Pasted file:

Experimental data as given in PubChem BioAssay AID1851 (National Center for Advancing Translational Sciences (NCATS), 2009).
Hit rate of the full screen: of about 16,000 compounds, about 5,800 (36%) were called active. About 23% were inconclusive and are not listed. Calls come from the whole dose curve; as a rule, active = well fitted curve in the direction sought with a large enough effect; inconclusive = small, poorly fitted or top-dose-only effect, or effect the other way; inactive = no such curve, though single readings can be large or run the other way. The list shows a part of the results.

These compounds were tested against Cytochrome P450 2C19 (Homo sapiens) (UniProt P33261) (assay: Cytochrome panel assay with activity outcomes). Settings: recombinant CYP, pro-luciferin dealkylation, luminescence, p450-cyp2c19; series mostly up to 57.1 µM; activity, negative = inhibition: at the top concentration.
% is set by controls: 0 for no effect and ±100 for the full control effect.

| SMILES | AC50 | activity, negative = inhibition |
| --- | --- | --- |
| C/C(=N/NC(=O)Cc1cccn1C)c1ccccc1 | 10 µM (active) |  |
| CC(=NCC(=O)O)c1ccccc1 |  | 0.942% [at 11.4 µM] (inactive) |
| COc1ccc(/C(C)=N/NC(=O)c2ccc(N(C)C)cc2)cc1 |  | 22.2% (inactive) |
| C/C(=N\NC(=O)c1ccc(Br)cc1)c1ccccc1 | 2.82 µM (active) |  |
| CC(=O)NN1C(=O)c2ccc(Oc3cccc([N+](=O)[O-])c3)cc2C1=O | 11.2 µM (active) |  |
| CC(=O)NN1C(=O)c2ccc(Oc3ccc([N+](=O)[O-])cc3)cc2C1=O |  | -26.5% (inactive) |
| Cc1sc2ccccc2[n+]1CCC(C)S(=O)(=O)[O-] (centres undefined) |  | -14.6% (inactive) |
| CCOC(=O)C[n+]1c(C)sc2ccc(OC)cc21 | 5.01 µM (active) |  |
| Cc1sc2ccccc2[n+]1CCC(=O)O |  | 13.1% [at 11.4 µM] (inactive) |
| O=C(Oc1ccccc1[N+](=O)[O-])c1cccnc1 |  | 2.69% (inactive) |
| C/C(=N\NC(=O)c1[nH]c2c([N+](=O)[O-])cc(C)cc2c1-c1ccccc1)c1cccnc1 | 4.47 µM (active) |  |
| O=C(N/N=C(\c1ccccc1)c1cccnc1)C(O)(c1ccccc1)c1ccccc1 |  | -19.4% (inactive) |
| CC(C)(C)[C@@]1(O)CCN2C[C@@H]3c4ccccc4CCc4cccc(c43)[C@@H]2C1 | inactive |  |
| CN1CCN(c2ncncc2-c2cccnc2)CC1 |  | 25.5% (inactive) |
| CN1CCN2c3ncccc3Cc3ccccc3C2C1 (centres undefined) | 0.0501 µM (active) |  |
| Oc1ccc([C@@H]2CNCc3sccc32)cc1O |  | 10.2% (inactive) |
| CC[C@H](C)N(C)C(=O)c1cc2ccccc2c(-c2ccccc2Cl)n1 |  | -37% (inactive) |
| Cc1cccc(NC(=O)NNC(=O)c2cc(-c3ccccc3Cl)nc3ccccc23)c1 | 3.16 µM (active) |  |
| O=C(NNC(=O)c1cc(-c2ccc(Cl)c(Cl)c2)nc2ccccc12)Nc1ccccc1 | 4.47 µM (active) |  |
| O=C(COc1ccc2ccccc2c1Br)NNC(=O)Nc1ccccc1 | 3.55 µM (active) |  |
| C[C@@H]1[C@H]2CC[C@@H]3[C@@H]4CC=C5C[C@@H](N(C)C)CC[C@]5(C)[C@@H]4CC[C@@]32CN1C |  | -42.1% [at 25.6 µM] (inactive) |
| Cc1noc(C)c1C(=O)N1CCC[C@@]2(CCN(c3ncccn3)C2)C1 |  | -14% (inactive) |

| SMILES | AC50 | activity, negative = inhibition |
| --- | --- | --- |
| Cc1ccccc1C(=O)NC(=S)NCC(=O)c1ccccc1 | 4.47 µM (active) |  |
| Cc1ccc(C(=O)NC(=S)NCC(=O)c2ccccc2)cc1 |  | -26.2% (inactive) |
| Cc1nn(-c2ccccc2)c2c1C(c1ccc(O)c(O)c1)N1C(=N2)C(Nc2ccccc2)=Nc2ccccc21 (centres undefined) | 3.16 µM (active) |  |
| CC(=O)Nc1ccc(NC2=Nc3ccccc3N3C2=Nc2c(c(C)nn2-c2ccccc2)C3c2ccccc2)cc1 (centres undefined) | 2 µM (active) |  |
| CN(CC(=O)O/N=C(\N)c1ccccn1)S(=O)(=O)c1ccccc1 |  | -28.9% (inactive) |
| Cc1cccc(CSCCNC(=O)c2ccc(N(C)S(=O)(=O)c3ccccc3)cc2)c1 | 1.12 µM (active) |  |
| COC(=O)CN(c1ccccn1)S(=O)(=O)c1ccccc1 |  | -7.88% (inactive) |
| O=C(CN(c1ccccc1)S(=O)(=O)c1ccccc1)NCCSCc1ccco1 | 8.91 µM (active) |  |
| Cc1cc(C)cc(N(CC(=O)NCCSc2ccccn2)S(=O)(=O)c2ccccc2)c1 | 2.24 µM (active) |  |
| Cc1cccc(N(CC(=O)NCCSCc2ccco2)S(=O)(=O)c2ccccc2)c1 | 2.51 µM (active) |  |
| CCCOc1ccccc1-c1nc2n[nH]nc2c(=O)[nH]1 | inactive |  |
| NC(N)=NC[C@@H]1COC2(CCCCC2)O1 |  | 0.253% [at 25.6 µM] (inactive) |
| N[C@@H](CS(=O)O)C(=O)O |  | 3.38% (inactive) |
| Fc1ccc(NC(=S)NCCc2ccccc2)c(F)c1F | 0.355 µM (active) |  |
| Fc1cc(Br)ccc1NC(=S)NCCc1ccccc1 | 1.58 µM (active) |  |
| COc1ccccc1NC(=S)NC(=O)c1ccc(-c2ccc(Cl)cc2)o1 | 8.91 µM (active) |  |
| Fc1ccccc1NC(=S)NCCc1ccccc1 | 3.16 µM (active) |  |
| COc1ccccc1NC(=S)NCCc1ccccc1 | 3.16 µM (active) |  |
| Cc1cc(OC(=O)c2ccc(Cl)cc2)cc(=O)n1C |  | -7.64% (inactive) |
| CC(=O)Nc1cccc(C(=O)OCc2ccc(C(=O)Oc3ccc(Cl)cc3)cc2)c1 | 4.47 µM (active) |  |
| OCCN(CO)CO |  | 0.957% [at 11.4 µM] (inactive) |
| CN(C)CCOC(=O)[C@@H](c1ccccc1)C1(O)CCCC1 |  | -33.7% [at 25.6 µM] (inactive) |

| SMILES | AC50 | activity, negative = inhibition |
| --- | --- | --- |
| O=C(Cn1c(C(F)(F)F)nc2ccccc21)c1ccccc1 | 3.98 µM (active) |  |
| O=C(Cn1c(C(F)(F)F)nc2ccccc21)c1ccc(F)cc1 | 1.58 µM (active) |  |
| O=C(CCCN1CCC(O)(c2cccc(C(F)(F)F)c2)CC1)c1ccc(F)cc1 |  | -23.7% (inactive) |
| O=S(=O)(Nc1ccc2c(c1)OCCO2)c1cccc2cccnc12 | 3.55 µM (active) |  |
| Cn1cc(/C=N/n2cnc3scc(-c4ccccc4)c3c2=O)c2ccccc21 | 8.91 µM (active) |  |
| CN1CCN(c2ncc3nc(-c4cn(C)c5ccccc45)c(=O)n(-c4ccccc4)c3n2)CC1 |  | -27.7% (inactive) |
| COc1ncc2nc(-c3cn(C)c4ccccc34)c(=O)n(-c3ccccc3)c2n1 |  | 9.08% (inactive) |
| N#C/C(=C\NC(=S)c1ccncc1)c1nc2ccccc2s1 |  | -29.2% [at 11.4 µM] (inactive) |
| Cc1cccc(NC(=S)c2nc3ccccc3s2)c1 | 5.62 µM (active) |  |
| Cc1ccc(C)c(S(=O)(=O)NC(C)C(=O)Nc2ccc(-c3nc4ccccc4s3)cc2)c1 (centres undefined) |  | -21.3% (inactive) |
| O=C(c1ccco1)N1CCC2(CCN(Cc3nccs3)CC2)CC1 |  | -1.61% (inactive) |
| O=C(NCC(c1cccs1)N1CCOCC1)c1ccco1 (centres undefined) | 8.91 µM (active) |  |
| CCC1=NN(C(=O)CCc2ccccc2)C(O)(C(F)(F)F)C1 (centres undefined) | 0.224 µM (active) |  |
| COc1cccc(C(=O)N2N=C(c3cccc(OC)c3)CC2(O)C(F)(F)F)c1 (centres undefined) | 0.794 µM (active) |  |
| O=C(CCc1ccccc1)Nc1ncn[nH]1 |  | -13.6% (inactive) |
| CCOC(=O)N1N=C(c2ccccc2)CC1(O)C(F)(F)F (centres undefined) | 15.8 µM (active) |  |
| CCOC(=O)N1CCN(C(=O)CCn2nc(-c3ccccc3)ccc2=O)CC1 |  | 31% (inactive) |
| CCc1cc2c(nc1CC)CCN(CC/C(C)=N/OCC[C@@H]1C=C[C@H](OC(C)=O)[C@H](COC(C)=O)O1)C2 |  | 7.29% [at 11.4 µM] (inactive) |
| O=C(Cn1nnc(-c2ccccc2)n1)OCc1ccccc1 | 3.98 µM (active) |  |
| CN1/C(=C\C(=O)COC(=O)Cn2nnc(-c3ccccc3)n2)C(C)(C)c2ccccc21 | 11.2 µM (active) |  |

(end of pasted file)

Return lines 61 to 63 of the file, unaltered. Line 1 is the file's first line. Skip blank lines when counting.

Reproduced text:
| COc1ncc2nc(-c3cn(C)c4ccccc34)c(=O)n(-c3ccccc3)c2n1 |  | 9.08% (inactive) |
| N#C/C(=C\NC(=S)c1ccncc1)c1nc2ccccc2s1 |  | -29.2% [at 11.4 µM] (inactive) |
| Cc1cccc(NC(=S)c2nc3ccccc3s2)c1 | 5.62 µM (active) |  |